Vol. 5, No. 21 (November 01, 2012)

Contaminated rivers as main threat to Caspian ecology

Paul Goble
Publications Advisor
Azerbaijan Diplomatic Academy

Azerbaijani experts taking part in an international telebridge on October 31 argued that the chief threat to the ecology of the Black Sea comes not from the impact of oil and gas production, but rather from rivers flowing into it whose waters have become contaminated by agricultural and industrial chemicals.  That view was disputed by participants from two other littoral states—the Russian Federation and Kazakhstan—and it is thus one that may complicate long-running talks on the territorial demarcation of the sea even as it promotes greater environmental awareness across the region.  

Rasim Sattarzade, the head of the department of ecological and nature protection policy at the Azerbaijani ecology and natural resources ministry, said that “only two to three percent” of the environmental contamination of the Black Sea comes from oil and gas extraction.  Overwhelmingly, he said, contamination comes from run-off waters, already contaminated by industrial effluents and agricultural fertilizer, flowing into the sea.  Obviously, he said, risks associated with oil extraction exist, but they can be “minimized through the application of contemporary technologies and methods of control.” 
Azerbaijan is already doing its part in both regards.  On the one hand, it has introduced the most advanced forms of control against oil and gas spills.  And on the other, Baku is currently spending “about a billion dollars every year” to build and modernize new water purification facilities along the Caspian coast.”  The one at Hovsan, he pointed out, will process 640,000 cubic meters of water each day; that at Sumgait, 200,000; the third at Mardakan-Shuvalan, 20,000; and the last at Buzovna, 10,000.  
In the future, Sattarov said, Azerbaijan will construct such plants along “the entire coastline of Azerbaijan.”  On the Absheron peninsula around Baku, he added, there are plans to set up “mobile purification” facilities to handle particular problems.
Mehman Akhundov, the director of the Azerbaijani Research Institute on Fishing, agreed with his colleague.  He also said that Azerbaijan was working to counter the problems caused by the dumping of ballast waters from passing ships.  Telman Zeynalov, president of the Azerbaijani National Center for Ecological Forecasting, added that Baku is currently stepping up efforts against poachers, who also by their actions affect the purity of the waters of the Caspian.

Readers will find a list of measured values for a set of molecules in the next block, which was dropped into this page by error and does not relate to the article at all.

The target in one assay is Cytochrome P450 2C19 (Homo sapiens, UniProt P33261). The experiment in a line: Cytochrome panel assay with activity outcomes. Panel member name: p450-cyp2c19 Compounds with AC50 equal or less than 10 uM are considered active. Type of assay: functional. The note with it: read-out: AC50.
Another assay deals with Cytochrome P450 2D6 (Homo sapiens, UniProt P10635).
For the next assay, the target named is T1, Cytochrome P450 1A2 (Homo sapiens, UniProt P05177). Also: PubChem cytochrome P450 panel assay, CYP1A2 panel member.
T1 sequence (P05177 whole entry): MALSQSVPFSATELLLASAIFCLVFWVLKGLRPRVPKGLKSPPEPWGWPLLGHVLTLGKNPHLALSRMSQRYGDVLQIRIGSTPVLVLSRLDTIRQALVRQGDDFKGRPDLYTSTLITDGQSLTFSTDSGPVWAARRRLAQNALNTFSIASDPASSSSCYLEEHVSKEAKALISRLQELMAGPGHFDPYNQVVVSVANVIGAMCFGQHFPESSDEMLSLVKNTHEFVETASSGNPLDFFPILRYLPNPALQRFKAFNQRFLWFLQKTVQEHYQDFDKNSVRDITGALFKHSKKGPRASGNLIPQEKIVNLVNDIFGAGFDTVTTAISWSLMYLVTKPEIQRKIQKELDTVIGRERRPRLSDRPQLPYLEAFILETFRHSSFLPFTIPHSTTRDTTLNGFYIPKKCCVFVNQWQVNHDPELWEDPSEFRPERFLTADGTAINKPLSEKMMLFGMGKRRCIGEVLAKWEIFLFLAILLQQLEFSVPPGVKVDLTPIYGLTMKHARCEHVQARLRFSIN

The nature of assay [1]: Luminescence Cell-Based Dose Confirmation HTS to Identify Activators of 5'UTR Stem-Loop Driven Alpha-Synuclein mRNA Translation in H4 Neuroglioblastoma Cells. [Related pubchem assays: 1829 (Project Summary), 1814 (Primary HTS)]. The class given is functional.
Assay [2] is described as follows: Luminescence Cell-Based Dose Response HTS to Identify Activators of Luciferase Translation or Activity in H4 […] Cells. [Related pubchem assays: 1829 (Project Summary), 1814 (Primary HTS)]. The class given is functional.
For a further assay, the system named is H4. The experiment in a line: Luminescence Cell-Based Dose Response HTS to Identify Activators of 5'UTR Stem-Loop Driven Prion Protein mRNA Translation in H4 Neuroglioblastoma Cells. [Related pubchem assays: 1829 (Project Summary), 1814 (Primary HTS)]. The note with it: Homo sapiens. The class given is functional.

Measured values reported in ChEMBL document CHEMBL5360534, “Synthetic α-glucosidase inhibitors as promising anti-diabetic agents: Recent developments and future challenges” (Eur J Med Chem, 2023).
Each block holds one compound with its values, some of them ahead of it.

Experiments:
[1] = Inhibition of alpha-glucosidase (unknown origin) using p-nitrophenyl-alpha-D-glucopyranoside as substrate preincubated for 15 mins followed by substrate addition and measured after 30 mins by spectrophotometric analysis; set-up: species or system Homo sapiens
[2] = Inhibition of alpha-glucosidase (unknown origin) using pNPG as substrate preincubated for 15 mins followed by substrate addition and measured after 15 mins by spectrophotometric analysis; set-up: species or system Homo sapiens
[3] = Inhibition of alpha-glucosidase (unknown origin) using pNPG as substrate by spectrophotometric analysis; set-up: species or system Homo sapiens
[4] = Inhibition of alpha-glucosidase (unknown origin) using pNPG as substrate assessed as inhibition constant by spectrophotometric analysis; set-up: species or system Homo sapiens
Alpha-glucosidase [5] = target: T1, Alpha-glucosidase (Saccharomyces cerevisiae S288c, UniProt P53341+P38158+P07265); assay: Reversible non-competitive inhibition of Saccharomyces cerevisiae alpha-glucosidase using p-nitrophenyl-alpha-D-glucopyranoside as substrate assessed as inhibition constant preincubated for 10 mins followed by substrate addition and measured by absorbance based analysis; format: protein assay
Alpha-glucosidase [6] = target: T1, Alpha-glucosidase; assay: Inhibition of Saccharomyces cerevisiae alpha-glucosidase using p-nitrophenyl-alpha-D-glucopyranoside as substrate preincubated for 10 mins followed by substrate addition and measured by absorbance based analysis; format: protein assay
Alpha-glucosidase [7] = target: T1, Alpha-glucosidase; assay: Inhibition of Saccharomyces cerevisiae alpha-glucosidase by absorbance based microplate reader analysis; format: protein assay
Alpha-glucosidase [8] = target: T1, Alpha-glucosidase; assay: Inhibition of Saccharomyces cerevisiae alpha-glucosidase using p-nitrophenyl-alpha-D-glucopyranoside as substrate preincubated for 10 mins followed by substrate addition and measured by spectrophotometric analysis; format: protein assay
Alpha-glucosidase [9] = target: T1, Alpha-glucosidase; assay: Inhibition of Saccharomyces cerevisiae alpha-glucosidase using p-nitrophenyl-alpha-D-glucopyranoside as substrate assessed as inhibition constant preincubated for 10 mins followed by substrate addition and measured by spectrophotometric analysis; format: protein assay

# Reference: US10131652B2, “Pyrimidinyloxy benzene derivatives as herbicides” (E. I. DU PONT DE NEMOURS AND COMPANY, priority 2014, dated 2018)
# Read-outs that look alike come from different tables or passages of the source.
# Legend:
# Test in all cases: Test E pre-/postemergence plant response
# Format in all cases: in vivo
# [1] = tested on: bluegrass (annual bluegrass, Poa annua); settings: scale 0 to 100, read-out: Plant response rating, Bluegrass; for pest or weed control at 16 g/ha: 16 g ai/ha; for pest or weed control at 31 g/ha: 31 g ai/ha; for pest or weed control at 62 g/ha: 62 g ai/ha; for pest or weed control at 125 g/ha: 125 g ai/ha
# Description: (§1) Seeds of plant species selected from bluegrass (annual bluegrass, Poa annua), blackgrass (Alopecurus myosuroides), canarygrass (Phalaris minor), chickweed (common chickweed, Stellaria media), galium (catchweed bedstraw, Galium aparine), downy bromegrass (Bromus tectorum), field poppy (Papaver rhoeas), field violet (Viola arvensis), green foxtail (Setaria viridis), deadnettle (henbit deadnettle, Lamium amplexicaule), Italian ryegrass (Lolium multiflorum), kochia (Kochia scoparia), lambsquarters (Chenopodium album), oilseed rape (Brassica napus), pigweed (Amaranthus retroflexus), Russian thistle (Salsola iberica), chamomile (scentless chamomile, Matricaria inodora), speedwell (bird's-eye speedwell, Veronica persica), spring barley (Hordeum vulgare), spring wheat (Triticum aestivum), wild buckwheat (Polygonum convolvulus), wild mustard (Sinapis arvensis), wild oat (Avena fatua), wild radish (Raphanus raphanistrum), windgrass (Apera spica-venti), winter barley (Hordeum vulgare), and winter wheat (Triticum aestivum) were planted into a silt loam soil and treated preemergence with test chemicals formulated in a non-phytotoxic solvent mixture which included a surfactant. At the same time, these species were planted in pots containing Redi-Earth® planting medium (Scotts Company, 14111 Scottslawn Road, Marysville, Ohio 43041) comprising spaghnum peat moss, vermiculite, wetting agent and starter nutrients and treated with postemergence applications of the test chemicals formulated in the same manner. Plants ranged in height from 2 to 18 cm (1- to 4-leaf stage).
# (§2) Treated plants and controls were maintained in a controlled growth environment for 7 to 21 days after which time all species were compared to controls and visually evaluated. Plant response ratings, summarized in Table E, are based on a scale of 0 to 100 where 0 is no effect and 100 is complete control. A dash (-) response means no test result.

Sattarzade spoke for his Azerbaijani colleagues when he said that he hoped that a conference on the ecological framework convention for the Caspian, scheduled to take place in December, will adopt a two-year plan to reduce pollution, including contamination from oil-bearing shipping.

Boris Golubov, a senior scholar at the Institute of Oceanology of the Russian Academy of Sciences, suggested that his Azerbaijani colleagues are “somewhat understating” the impact of the oil industry on the Caspian’s ecology.  Indeed, he said, there is “a hypothesis according to which the development of new fields will provoke outflows of oil on the surface of the sea.”  Thus, the threat “arises of the progressive death of the Caspian.”  He conceded that “external sources of contamination are important, and preventing this danger is needed,” but he insisted that “what is happening” with oil is “much more serious,” an “obvious threat to the degradation of the unique biological diversity of this eco-system.”

The Russian scholar said that “near Baku are preserved hundreds if not thousands” of wellheads from which oil may flow into the sea.  Moreover, oil is one of the effluents of the mud volcanoes.  And there is a danger of “the militarization of the region,” because “where there is oil, then there are conflicts, social, economic and international.”  According to Golubov, the five littoral states have not taken sufficient note of “the sad Soviet experience of oil extraction and are not prepared for possible new accidents.”

A similar view was offered by Mels Eleusizov, president of Kazakhstan’s Tabigat Ecological Union, who argued that contaminated rivers in Kazakhstan do threaten the Caspian.  However, he insisted that contamination connected with oil and gas exploitation is “much more dangerous than surface water flows.”  Past agreements to combat these problems, he said, have not worked, and most conferences about it are “simply talk shops.”  He added that, “the resolution of the problems of the protection of the Caspian will be found only when the societies and leaders of the Caspian littoral states take it up seriously.”